“Down from up above it came, the silver drops that fill the pails;
Ensuring rivers do not wane, by gentle drizzles or heavy hails;
Clearing streets and filling beds, casting shadows on the plain;
Some will curse and some will bless, but everyone will feel the rain.” – Me. (I am a poet and I did not know it.)
It is 8 O’clock in the evening and the rain falls gently and at times, not so gently on my roof. Technically, I share this roof with other people but that’s not the point, is it? The section that covers my house is mine. It has been raining for two hours now, save for that forty-minute window that allowed me to leave the office and make it to this roof-sharing house of mine. I want to move. I live in a nice place but I think I’m growing out of it. But that’s a story for another day. I shall call it;
This Post is About: Looking for a House This Post is About: Moving. Not looking for a house today, though.
So, the rain starts up again a few minutes after I get home. I’m seated on my old, old (oh my God I need new furniture) couch staring at this blank page on Microsoft Word. I feel like writing a short story but the words do not form. I end up staring blankly into space for an hour. The house is silent but the rain keeps on falling.
I think of the farmer who woke up this morning and planted something. Maybe some maize (corn, if you’re reading this in A-murr-ca) that’ll take at least 3 months to mature and give him a harvest. Three months from now, that farmer will pluck that maize from the maize plant, remove the husk, detassel the cob and shell the seeds (which are also fruits biologically speaking) and lay them down in the sun to dry, on a canvas sheet or a sheet made from several gunias. This maize will then be taken to or sold to a miller who’ll convert it into maize flour, probably Pembe or Soko and if his maize is really lucky, Hostess. The farmer will get his money and put most of it back into the ground to wait for the rain again.
Someone else, at this moment, is probably cursing the rain. He (I’ll use he because it’s relatable) will see it as a nuisance. He doesn’t have a car so he has to walk or use a nduthi to get home to his bedsitter which is located at quite a distance from the tarmac road. The nduthi will get stuck in a mud puddle and the nduthi pilot will accelerate, causing mud to be flung onto the back of his pissed off passenger who will curse the rain once again. The nduthi will drop the guy at his Mama Mboga’s because it’s just a few steps from where he resides. There he’ll buy a healthy looking bunch of sukuma and some huge tomatoes. He’ll then pass by the kiosk he passes by every other day and pick up a two-kilo bag of Soko maize meal and be off. He’ll make ugali and sukuma in proportions far more than he needs and will lie down on his bed, bulging belly up and make a phone call. He’ll call his girlfriend (assuming he has a girlfriend) and will probably tell her how the rain has ruined his day and his white shirt, the one she bought him on “that day”. He can’t remember if it was a birthday, anniversary or Valentine’s day gift.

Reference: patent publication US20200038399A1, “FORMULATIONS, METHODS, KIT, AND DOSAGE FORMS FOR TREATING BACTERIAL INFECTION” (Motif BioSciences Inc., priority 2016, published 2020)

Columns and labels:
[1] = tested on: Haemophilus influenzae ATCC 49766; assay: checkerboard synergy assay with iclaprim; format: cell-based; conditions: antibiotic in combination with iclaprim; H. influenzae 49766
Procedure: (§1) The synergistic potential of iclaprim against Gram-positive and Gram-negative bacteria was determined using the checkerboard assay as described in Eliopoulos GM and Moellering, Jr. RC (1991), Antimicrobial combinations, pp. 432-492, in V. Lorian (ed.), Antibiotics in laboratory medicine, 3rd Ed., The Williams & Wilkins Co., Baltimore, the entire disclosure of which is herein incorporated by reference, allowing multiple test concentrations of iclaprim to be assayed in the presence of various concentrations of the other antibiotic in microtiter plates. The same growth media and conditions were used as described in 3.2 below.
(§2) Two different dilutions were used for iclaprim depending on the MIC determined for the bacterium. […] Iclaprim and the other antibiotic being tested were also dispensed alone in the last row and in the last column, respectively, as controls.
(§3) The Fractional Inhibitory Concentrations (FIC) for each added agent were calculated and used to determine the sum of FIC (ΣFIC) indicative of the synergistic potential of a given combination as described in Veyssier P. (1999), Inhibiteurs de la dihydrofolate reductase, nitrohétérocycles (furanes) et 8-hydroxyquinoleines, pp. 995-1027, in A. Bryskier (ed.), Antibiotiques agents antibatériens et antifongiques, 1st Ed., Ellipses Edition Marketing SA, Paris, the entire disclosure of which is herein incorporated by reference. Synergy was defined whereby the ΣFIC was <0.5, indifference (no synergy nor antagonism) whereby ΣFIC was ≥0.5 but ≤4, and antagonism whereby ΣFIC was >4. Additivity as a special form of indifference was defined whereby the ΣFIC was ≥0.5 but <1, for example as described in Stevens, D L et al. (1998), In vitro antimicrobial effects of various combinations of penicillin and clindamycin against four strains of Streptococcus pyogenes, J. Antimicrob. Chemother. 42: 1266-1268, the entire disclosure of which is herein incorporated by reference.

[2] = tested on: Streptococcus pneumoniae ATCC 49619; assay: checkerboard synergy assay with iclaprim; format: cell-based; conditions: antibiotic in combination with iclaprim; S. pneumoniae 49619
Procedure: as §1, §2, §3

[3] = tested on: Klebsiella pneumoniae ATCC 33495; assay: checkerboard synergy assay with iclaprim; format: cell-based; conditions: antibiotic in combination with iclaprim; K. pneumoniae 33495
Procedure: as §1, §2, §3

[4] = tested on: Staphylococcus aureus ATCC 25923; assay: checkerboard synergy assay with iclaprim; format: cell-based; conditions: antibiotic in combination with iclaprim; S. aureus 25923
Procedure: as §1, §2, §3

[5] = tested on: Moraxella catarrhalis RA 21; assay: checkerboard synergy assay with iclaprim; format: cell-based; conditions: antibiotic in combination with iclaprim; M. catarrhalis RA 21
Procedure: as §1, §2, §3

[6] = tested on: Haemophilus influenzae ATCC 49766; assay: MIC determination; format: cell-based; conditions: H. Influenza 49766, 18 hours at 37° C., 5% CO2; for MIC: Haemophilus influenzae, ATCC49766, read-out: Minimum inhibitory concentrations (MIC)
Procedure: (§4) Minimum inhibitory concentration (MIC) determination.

His girlfriend, who likes to nitpick, will slyly ask him, “Which shirt?”
He will nonchalantly answer, “The white one. You know, the one you got me for my birthday?”
Then she’ll say that she bought that shirt on Valentine’s day and that she is hurt that he doesn’t even remember it since it was only five months ago. Then she’ll hang up because she is stressed and because she’s a girl. Dude will then be left staring at his phone with yet another thing to curse the rain for.
He forgets as he watches some terrible series like Empire on his laptop, that because of the rain, a farmer was able to plant the maize for his ugali. Because of the rain, Mama Mboga had sold him fresh sukuma and tomatoes. Because of the rain, he was on his way to a kitambi, angry girlfriend notwithstanding.
Don’t curse the rain.
For the rain and snow come down from heaven and do not return there but water the earth, making it bring forth and sprout, giving seed to the sower and bread to the eater – Isaiah 55:10.
But that’s not why I’m writing this. I’m writing because the power is out. It’s been out since the rain started falling.
Why, Kenya Power? Why? #tears
This is a sad life sometimes.
I need to move.